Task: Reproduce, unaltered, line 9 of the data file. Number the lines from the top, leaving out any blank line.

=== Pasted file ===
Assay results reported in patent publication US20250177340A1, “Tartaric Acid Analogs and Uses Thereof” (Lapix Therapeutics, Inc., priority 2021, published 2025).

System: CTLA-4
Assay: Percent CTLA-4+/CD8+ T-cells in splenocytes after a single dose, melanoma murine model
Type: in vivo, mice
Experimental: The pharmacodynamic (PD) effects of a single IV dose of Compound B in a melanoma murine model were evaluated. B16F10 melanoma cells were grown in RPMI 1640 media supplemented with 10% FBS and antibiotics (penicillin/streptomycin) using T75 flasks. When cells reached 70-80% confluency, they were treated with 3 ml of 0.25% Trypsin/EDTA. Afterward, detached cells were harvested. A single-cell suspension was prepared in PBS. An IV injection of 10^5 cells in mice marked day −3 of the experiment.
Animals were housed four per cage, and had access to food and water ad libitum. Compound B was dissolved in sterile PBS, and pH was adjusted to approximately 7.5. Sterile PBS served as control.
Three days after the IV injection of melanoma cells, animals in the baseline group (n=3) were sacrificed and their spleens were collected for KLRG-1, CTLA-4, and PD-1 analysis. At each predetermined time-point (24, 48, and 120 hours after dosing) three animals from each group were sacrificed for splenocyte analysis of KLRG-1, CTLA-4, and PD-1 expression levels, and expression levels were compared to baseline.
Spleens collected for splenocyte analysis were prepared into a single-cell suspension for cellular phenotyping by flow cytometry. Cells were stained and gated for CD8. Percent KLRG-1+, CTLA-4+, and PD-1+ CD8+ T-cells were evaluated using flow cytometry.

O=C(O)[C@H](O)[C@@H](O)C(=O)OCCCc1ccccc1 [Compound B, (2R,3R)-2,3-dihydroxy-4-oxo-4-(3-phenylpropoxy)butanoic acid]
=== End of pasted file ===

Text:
O=C(O)[C@H](O)[C@@H](O)C(=O)OCCCc1ccccc1 [Compound B, (2R,3R)-2,3-dihydroxy-4-oxo-4-(3-phenylpropoxy)butanoic acid]